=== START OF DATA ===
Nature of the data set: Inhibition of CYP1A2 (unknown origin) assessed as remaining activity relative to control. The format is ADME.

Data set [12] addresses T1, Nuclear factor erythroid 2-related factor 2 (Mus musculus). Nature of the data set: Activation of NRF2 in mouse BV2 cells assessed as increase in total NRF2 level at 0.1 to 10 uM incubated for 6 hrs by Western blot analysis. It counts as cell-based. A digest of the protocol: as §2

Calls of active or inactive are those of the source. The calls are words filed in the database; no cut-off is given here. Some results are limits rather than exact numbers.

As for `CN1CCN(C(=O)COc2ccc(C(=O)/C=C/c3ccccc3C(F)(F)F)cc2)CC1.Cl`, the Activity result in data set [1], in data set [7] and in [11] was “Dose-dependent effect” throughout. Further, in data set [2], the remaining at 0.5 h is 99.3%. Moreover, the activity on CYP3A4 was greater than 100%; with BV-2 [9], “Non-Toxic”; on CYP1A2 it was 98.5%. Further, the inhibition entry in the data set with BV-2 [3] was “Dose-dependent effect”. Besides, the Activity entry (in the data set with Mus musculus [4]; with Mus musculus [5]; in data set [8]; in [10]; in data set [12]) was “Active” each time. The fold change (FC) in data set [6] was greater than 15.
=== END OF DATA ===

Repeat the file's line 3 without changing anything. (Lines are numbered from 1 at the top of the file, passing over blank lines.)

Calls of active or inactive are those of the source. The calls are words filed in the database; no cut-off is given here. Some results are limits rather than exact numbers.